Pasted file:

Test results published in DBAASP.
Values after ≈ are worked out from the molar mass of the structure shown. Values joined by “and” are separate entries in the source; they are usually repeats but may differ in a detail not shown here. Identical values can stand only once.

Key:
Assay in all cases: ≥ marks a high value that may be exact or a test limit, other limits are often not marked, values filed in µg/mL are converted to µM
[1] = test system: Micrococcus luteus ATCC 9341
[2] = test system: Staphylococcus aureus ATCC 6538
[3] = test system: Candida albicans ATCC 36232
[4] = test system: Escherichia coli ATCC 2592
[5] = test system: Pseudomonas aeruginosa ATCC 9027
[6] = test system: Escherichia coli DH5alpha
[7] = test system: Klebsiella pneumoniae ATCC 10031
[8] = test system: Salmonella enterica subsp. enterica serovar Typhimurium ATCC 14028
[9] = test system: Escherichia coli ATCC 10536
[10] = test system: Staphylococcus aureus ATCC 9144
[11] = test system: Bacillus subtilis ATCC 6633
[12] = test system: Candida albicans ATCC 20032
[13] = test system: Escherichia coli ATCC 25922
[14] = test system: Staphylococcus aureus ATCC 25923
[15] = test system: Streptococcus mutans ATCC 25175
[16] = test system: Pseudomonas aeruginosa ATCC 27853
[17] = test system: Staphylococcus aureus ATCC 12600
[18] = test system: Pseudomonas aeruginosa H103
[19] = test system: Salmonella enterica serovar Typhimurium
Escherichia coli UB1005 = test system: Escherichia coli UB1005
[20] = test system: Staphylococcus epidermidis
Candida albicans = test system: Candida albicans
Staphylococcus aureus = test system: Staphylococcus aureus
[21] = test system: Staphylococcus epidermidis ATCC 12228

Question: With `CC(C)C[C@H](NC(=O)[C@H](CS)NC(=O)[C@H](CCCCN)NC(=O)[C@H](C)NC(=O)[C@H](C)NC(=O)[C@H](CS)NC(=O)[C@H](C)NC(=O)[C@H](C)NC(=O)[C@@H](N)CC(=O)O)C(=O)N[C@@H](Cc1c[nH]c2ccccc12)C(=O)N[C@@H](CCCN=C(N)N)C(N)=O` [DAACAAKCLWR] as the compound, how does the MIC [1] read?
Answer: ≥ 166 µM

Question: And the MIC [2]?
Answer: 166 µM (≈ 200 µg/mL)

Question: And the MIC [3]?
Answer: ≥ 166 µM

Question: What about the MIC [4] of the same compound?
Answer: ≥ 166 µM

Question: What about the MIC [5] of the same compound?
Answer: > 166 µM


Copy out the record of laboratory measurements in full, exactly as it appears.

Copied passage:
Test results published in DBAASP.
Values after ≈ are worked out from the molar mass of the structure shown. Values joined by “and” are separate entries in the source; they are usually repeats but may differ in a detail not shown here. Identical values can stand only once.

Key:
Assay in all cases: ≥ marks a high value that may be exact or a test limit, other limits are often not marked, values filed in µg/mL are converted to µM
[1] = test system: Micrococcus luteus ATCC 9341
[2] = test system: Staphylococcus aureus ATCC 6538
[3] = test system: Candida albicans ATCC 36232
[4] = test system: Escherichia coli ATCC 2592
[5] = test system: Pseudomonas aeruginosa ATCC 9027
[6] = test system: Escherichia coli DH5alpha
[7] = test system: Klebsiella pneumoniae ATCC 10031
[8] = test system: Salmonella enterica subsp. enterica serovar Typhimurium ATCC 14028
[9] = test system: Escherichia coli ATCC 10536
[10] = test system: Staphylococcus aureus ATCC 9144
[11] = test system: Bacillus subtilis ATCC 6633
[12] = test system: Candida albicans ATCC 20032
[13] = test system: Escherichia coli ATCC 25922
[14] = test system: Staphylococcus aureus ATCC 25923
[15] = test system: Streptococcus mutans ATCC 25175
[16] = test system: Pseudomonas aeruginosa ATCC 27853
[17] = test system: Staphylococcus aureus ATCC 12600
[18] = test system: Pseudomonas aeruginosa H103
[19] = test system: Salmonella enterica serovar Typhimurium
Escherichia coli UB1005 = test system: Escherichia coli UB1005
[20] = test system: Staphylococcus epidermidis
Candida albicans = test system: Candida albicans
Staphylococcus aureus = test system: Staphylococcus aureus
[21] = test system: Staphylococcus epidermidis ATCC 12228

Question: With `CC(C)C[C@H](NC(=O)[C@H](CS)NC(=O)[C@H](CCCCN)NC(=O)[C@H](C)NC(=O)[C@H](C)NC(=O)[C@H](CS)NC(=O)[C@H](C)NC(=O)[C@H](C)NC(=O)[C@@H](N)CC(=O)O)C(=O)N[C@@H](Cc1c[nH]c2ccccc12)C(=O)N[C@@H](CCCN=C(N)N)C(N)=O` [DAACAAKCLWR] as the compound, how does the MIC [1] read?
Answer: ≥ 166 µM

Question: And the MIC [2]?
Answer: 166 µM (≈ 200 µg/mL)

Question: And the MIC [3]?
Answer: ≥ 166 µM

Question: What about the MIC [4] of the same compound?
Answer: ≥ 166 µM

Question: What about the MIC [5] of the same compound?
Answer: > 166 µM